As an enthusiastic pilot, Fred seeks out aviation museums wherever he goes, and Middle Europe was no exception. We visited the Czech and Polish museums of flight–both located on disused airports outside of major cities, and both not on your usual tourist routes.
These countries, which played prominent roles in early aviation, continue to have robust light aircraft industries building their own airframes, but using American-built engines.
Fred had a chance to see the ZLIN aircraft that he flew in 1972 on his previous trip to Czechoslovakia…now on display in the “early modern aviation” section of the Czech museum.
The museums were as well set up as ours, with displays in both local languages and English. Even the layout of the museums was familiar–with big hangars housing early aviation and World War I displays. Then followed hangars with World War II exhibits, and finally huge outdoor displays of Cold War-era planes.
Here was the first noticeable difference–acres of MIGs and Soviet aircraft rather than more familiar F-86’s and F-100’s of American museums. In the late 20th century exhibit halls, there was another subtle difference. Scattered around the exhibits of Soviet era sport planes and gliders were a few small home-built handmade airplanes.
These were basement-built little single seaters made by people trying to escape to the west. Sadly, if these little planes were on display here, it meant that their builders had not succeeded. If they had, you would have seen the plans in Austrian or other western european air museums.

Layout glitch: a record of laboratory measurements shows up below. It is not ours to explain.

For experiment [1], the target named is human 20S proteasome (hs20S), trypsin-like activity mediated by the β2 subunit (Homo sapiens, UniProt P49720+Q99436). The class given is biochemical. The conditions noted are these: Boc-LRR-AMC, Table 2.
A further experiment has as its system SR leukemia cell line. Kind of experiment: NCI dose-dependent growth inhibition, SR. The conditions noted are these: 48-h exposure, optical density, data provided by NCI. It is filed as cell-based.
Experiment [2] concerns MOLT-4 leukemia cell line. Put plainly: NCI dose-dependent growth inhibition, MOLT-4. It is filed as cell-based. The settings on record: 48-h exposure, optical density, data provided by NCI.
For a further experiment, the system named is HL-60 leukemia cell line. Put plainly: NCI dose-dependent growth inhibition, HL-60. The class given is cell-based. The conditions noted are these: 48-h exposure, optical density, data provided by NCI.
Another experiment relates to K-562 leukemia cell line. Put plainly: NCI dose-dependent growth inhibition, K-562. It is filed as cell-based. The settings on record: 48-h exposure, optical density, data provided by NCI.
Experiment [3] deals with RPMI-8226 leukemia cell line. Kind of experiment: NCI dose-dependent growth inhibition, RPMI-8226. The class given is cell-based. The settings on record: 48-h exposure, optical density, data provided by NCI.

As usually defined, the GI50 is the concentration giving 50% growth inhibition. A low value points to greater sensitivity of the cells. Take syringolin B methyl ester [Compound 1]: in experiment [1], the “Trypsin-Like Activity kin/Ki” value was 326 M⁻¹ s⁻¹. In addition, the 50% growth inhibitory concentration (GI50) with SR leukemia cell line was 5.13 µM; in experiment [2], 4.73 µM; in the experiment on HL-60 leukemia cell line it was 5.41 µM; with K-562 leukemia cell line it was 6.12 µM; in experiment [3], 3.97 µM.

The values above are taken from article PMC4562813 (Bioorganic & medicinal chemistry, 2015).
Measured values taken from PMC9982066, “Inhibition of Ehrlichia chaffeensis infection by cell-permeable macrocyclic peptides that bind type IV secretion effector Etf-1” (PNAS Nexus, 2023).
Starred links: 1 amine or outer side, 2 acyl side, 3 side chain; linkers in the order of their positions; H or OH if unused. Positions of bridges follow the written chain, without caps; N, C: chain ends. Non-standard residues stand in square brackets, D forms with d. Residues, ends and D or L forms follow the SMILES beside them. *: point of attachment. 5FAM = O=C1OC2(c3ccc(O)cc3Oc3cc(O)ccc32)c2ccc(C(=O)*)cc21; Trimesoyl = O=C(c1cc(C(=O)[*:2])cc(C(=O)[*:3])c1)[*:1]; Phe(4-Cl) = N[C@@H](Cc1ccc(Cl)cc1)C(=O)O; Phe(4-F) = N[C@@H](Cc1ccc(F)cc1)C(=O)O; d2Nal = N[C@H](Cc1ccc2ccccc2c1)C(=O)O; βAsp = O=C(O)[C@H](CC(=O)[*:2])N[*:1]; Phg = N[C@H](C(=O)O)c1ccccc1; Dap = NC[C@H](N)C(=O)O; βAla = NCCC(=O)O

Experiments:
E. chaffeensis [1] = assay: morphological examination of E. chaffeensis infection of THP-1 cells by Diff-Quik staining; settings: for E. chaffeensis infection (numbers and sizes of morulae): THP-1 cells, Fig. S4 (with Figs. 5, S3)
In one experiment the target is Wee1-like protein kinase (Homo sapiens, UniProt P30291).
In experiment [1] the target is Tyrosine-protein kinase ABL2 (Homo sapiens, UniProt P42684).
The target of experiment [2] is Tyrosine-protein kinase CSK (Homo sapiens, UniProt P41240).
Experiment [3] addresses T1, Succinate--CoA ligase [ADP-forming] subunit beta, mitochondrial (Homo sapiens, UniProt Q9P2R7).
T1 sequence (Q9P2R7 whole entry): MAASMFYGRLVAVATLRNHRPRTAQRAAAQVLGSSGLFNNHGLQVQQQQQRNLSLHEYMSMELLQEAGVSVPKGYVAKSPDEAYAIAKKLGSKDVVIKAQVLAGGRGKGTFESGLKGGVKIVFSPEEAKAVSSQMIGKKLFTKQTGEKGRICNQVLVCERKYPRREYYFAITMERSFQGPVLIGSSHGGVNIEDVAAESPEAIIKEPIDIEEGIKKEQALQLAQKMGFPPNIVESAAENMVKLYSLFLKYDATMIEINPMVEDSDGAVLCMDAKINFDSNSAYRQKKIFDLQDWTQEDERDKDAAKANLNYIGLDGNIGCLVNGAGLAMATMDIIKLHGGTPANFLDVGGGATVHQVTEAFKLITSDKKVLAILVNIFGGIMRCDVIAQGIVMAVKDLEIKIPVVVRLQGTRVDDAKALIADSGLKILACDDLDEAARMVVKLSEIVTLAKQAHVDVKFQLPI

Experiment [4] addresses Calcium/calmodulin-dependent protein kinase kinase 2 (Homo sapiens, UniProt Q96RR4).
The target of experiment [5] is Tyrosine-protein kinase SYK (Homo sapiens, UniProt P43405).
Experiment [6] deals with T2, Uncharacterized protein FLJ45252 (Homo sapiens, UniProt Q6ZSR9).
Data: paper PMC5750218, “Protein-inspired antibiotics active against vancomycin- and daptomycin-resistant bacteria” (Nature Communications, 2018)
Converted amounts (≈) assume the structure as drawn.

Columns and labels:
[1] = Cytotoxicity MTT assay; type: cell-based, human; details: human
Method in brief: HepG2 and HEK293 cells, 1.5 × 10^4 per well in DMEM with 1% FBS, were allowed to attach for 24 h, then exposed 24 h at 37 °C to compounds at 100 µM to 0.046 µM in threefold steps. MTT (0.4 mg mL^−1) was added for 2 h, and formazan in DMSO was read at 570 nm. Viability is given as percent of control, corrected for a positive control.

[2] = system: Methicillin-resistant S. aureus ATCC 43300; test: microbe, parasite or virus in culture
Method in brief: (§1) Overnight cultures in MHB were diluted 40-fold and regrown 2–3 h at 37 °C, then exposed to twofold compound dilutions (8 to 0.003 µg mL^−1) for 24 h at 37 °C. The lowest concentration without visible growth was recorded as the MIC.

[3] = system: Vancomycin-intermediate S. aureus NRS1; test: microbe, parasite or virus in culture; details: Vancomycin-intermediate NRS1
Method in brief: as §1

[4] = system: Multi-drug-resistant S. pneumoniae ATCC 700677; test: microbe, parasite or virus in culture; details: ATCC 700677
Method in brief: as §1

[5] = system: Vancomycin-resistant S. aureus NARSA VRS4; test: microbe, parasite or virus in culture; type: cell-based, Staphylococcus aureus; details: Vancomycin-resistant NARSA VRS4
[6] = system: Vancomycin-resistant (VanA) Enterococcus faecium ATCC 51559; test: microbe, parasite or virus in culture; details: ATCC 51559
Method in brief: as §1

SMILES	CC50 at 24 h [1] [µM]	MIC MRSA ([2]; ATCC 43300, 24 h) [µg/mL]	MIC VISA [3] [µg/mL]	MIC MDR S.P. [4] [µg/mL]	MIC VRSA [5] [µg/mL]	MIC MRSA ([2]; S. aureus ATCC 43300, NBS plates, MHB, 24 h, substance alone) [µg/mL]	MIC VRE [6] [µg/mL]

Perhaps the most interesting case was a “gyro-copter” built from plans in a smuggled Popular Science magazine. The builder took off in bad weather (to avoid detection) to fly to Austria… only to become lost in thick fog. The fog finally cleared enough for him to spot the border fence, and he managed to fly over it and land…back in Czech territory. He had actually first flown into Austria, but then got turned around in the fog.
The Czech pilot spent two years in prison for the attempt, but the museum display showed a photograph of the smiling (now elderly) builder donating his little aircraft (see photo) to the Czech national air museum in 2000.
An example of the wonderful turnabout from communist rule to EU and NATO membership was a huge Vietnam-era American F-105 sitting in a prominent position in the courtyard of the Polish museum. Painted on the side of the aircraft were the huge words, “The Pollack!”, and it had the Polish-American pilot’s name painted beside the cockpit.
The display showed a photograph of the proud American second generation Polish immigrant donating his aircraft to his father’s country, with the U.S. Secretary of Defense shaking hands with his Polish counterpart, broad smiles all around. A picture that is worth a thousand words!